Tennis Gardeners give two-tone Wimbledon some color jets

Gardeners give two-tone Wimbledon some color jets

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WIMBLEDON, England – Like many in tennis, Martyn Falconer wants to produce his best when Wimbledon rolls around. Falconer's results at this year's tournament, his 19th, have been "extremely good".

"You want a year like this," Falconer said in the past week. "This is one of the best where everything seems to be top-notch at the right time."

As the main gardener of the All England Club, Falconer cultivates vivid colors around the earth and beautifies the various paths and walks. Such environmental attention is critical to Wimbledon's desire to present "tennis in an English garden", a measure that reflects national pride in horticulture that goes back for centuries.

But while the on-court tones are famous, Wimbledon is still the only Grand Slam event that requires players to take their lively grass pitches in white clothing – Falconer focuses on creating a colorful softness for the surrounding scene.

Wimbledon's most iconic floral displays are their hanging baskets of petunias, over 200 of which are on the spot that otherwise beautify uninteresting architectural elements with what Falconer calls an "immediate impact." The tones are most dampened where Falconer chooses "something purply, bluey" that matches the club's color scheme without being dangerous or offensive.

"You just hang a basket on a column, and it gives you something to look at right away," Falconer said. "It looks at a building. We always try to soften the landscape."

Other events are more complex, with different flowers and greenery creating texture and painting grounds with bright and lively tones. For example, the hydrangeas that are planted most in cross breeds change. Color as they bloom and the soil pH changes.

"Because some of these beds are so concentrated, if you went with something ugly, it would stand out like a sore thumb," he said. "You just choose your places if you want to use big colors."

There is a lot of area to cover on 42 acre site which requires a massive scale planting and outsourcing growing. Some 15,000 to 18,000 petunias are grown for the tournament about 10 miles south in Banstead; Another 19,000 plants of other varieties are imported from livestock farmers and from abroad, primarily from the Netherlands. The club declined to reveal its flower budget.

While most English gardens are designed to shine continuously, with different elements thriving and dying back throughout the year, Falconer's efforts at Wimbledon must sprout during the two weeks of the tournament. He is consulting with growers about when plants can dig up for one year, which may vary depending on the 80 to 90 different types of plants around the site.

"In general, if the weather does what you expect to do in a summer, they bloom in time," he said. "But we have so many plants that if something blooms, something else might not be ready. And then by the second week of the championships one and the other flourishes."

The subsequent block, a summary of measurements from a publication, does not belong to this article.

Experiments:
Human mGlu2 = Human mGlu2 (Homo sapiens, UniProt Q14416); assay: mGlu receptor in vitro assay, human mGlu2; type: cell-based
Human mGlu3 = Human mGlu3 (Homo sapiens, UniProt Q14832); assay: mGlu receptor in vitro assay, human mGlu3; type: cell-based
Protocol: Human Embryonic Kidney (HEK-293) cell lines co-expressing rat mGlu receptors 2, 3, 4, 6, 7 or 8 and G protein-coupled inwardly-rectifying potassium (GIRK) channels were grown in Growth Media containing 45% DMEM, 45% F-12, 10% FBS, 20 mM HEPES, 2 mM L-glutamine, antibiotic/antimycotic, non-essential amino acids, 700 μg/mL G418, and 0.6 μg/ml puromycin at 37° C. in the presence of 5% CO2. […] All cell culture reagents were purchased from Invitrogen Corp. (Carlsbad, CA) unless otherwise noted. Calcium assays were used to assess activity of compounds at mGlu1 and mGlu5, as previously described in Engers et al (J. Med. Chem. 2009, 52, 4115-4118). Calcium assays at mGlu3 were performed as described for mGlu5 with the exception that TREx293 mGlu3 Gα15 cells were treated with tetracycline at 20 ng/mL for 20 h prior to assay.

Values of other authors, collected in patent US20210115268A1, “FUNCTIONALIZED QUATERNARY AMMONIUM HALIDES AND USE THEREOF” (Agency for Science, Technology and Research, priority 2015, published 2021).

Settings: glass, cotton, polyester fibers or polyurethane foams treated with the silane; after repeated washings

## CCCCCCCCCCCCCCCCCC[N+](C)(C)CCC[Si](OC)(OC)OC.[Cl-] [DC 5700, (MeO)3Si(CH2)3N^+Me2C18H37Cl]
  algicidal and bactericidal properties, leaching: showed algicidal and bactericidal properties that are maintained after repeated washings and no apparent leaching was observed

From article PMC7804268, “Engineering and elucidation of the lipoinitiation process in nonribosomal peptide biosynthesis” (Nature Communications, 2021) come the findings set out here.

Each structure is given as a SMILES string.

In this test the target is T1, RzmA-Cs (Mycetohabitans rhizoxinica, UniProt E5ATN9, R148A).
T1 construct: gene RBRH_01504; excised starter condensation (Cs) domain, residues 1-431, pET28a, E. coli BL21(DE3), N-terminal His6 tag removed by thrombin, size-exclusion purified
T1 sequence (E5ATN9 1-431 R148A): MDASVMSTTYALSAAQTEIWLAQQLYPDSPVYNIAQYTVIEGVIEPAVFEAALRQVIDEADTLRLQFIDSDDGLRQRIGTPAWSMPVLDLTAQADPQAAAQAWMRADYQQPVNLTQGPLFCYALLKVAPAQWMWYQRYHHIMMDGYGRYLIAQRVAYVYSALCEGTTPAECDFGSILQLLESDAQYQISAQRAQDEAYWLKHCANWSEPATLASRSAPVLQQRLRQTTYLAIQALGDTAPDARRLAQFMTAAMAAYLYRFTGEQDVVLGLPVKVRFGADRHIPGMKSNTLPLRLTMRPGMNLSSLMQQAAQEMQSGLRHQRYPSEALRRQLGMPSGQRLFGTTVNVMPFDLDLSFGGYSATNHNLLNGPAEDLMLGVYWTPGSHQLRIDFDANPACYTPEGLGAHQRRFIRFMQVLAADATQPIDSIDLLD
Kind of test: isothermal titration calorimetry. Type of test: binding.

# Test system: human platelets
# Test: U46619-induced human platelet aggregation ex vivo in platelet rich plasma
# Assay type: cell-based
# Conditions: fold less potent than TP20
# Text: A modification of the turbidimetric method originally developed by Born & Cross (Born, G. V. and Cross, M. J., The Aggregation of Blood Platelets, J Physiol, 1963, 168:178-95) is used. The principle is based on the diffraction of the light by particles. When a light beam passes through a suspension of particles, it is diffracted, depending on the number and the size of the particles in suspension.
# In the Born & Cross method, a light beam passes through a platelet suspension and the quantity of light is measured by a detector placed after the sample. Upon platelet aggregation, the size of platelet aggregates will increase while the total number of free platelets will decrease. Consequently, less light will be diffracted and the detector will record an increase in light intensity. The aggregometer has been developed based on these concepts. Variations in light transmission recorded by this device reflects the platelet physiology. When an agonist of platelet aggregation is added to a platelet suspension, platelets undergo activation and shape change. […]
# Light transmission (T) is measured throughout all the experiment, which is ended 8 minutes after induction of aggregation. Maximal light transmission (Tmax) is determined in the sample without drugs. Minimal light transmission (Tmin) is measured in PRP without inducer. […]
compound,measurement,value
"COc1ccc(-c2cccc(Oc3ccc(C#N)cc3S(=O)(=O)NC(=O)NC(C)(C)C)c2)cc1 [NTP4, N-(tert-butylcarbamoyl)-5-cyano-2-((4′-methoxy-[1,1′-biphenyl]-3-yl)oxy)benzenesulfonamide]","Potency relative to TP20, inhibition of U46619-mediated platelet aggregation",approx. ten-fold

Most of the hard work when it comes to planting takes place before the tournament opens to the public. A team of 15 gardeners stand out at the club every morning and start around noon. 6 for maintenance and maintenance, trimming of dying parts to refresh plants and occasionally addressing the effects of the more than 42,000 people coming through the gates during the busiest days of the tournament.

The packs of people Falconer said are remarkably respectful of the plants, with the only negative effects of the traffic being "a bit of a mess and a bit of bum-squashing".

"There is little trying to find a place to have room for you to get ridges of plantations where they have set up their backsides to rest and they get a bit squashed," he said about the flowers.

There is also gardening responsibility beyond the flower displays, including trees – there must not be shadow shadowing on courts that would affect the growth of the growth lawns – and the ivy that has covered the exterior of the center's building since 1922.

Together with the story there is innovation: This year, two "living walls", every five meters high, were added outside the renovated No. 1 court. The walls have 14,344 plants with a built-in automated irrigation system, their design "reflecting" the movement "of a wave pattern resembling a tennis ball being hit."

For the game's best players, it's time to stop and feel the flowers before the masses arrive.

"I actually like early hours of the day before the public and crowd come in when you can actually move freely as a player," Novak Djokovic, the tournament's defense champion in men's singles, said. "This is where you notice how much effort and time people in organization and management work here, how much time and effort they invest in making this club probably the most famous tennis club in the world."

Although he always liked his stomach more, the eight-hour Wimbledon champion Roger Federer also said he could take the time to appreciate the flowers before the tournament begins. "You start to see that you don't see them anymore," he said, once winning tennis matches is present.

"Especially that kind of first week, the exercise week, when we walk around in the grounds, we get a greater chance of enjoying them," Federer said of Wimbledon's flowers. "We see the gardeners working on them."

Where the players do not see flowers, it is usually within the tournament showrooms. While the entrance to the French Open's Philippe-Chatrier Court and the United States Open's Arthur Ashe Stadium have small flower displays on their court margins, there are no flowers in Center Court or the other main stadiums of Wimbledon.

"Personally, I don't think it needs it," Falconer said. "Let the lawns make their speeches in there and we must make our speeches outside."

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